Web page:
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Exciting clinical work on depression
Published on 12/02/2020
Ms. Caroline Wallace, a PhD candidate in Clinical Neuroscience at Queen’s University in Kingston, Canada, has presented her work and study at the meeting of the Sociedad Espanola de Microbiota, Probioticos Y Prebioticos (SEPYP) taking place in Granada, Spain, from February 12 to 14, 2020.
Ms. Wallace’s presentation “Bridging the Gap between Nutrition and Psychiatry Using Probiotics” examines the effects of probiotics supplements on symptoms of depression employing a combination of Lactobacillus helveticus Rosell®-52 and Bifidobacterium longum Rosell®-175, developed by Lallemand Health Solutions. She summarized the research on probiotics and depression to date, including preliminary results from a pilot clinical trial showing the effects of probiotic supplements on symptoms of depression, which has paved the way for a large-scale on-going clinical study (for other use than food/dietary food supplements). She examined theories for mechanisms that may be underlying these effects and discuss how this research fits into the framework of the field of nutritional psychiatry.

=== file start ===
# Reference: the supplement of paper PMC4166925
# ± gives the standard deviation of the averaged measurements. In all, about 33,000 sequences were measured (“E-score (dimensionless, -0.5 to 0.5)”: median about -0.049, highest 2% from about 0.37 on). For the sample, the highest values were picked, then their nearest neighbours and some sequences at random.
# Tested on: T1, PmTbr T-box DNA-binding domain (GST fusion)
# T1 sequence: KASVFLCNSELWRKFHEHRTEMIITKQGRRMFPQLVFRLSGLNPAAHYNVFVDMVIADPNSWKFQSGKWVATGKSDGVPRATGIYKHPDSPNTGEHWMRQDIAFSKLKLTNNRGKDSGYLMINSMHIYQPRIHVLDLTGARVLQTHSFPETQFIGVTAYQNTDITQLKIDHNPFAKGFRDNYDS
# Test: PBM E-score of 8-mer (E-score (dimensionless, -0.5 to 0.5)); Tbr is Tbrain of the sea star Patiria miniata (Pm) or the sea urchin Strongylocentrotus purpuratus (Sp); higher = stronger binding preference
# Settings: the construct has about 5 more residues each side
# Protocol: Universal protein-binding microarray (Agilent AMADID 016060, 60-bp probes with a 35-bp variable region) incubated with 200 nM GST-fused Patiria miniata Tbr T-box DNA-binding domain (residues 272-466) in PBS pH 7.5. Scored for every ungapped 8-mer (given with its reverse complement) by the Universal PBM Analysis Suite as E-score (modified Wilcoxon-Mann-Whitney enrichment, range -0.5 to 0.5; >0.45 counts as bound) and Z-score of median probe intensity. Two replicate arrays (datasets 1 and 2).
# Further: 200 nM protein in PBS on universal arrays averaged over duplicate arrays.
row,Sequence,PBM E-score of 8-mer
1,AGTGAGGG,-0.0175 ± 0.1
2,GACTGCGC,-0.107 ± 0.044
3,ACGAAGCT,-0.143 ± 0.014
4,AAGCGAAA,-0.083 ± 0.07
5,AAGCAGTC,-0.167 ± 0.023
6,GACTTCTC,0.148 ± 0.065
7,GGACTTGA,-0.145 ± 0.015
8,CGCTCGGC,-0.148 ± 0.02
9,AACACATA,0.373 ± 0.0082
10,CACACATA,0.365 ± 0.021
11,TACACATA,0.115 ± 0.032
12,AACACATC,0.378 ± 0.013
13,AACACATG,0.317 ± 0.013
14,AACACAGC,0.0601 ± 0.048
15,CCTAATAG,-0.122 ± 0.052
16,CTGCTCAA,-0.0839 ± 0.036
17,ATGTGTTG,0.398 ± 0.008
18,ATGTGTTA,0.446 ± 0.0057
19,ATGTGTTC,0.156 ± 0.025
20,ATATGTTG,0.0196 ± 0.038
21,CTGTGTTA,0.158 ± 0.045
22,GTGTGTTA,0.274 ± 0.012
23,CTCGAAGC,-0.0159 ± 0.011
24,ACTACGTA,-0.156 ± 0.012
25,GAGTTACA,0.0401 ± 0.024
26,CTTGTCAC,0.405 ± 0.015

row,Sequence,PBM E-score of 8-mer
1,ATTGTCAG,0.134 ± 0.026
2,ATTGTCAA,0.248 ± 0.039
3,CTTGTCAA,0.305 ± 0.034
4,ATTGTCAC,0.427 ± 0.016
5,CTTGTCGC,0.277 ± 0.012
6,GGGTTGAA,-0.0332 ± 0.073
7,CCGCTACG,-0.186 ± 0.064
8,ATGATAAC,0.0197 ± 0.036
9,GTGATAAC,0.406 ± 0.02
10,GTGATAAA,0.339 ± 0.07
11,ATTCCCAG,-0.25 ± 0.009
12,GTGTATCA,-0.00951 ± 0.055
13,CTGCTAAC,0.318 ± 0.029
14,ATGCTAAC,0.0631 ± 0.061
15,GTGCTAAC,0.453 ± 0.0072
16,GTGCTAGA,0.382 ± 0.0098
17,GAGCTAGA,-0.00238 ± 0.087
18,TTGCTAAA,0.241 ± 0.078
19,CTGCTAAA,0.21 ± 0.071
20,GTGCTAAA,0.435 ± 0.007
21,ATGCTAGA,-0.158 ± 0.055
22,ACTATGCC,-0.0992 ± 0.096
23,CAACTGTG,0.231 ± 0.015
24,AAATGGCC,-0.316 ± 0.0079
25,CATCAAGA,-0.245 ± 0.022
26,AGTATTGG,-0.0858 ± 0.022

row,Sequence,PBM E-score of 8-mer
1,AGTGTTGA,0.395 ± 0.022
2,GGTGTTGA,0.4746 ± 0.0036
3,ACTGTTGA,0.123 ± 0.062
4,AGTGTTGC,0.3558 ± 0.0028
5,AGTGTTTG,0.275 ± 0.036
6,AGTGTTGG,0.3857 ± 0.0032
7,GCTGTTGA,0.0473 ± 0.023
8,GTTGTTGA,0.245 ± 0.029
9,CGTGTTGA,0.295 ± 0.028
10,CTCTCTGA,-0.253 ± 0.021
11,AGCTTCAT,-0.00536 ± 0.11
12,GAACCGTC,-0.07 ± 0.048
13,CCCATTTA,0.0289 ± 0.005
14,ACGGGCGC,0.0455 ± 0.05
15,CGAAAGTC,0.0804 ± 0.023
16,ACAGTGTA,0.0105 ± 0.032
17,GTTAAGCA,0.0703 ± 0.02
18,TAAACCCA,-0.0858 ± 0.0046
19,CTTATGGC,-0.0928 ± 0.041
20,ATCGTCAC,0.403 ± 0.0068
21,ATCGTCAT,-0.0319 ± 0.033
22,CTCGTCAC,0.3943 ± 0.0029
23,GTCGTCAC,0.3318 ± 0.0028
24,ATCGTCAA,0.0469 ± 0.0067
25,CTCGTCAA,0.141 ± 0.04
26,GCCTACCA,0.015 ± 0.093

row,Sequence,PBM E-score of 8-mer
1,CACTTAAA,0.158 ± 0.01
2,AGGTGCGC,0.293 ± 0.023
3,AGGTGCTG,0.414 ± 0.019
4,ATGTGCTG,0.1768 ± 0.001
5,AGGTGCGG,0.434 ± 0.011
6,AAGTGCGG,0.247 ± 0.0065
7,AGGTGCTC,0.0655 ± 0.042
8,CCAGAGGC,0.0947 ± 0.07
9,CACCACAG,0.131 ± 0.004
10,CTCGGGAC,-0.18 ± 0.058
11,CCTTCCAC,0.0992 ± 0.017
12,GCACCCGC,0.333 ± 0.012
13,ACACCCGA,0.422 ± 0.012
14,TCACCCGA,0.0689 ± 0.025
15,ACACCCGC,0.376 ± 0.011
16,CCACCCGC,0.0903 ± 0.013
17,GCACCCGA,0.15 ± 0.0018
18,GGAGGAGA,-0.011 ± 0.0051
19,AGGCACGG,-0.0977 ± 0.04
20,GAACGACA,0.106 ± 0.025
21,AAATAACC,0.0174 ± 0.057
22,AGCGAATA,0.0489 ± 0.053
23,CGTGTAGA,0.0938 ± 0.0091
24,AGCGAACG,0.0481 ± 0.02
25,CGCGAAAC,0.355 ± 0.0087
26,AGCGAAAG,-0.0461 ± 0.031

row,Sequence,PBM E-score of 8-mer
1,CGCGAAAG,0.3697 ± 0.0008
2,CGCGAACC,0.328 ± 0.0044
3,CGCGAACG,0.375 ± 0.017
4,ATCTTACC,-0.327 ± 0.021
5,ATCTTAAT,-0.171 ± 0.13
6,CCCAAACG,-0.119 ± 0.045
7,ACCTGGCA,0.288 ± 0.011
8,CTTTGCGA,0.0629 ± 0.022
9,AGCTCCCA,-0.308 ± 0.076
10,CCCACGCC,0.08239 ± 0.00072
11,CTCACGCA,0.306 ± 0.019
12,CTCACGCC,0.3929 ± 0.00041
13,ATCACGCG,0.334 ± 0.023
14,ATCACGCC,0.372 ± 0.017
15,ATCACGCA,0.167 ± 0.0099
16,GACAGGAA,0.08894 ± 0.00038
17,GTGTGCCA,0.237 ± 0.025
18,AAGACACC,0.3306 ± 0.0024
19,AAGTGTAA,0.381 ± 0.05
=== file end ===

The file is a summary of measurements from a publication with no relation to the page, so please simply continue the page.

Depression is a complex psychiatric disorder difficult to treat using classic antidepressant medication, mainly due to inconsistent responses to treatments from one patient to another. Ms. Wallace is a member of the Canadian Biomarker Integration Network in Depression (CAN-BIND), a national program of research and learning, she is working to find newer and more efficient ways to alleviate symptoms of depression. One of these innovative solutions may reside in the brain-gut axis. Therefore, her research focus in this emerging field is to examine the neurobiological relationship between nutrition and mental health to develop novel treatments for depression, as well as searching for biomarkers that will help predict who will respond to these treatments.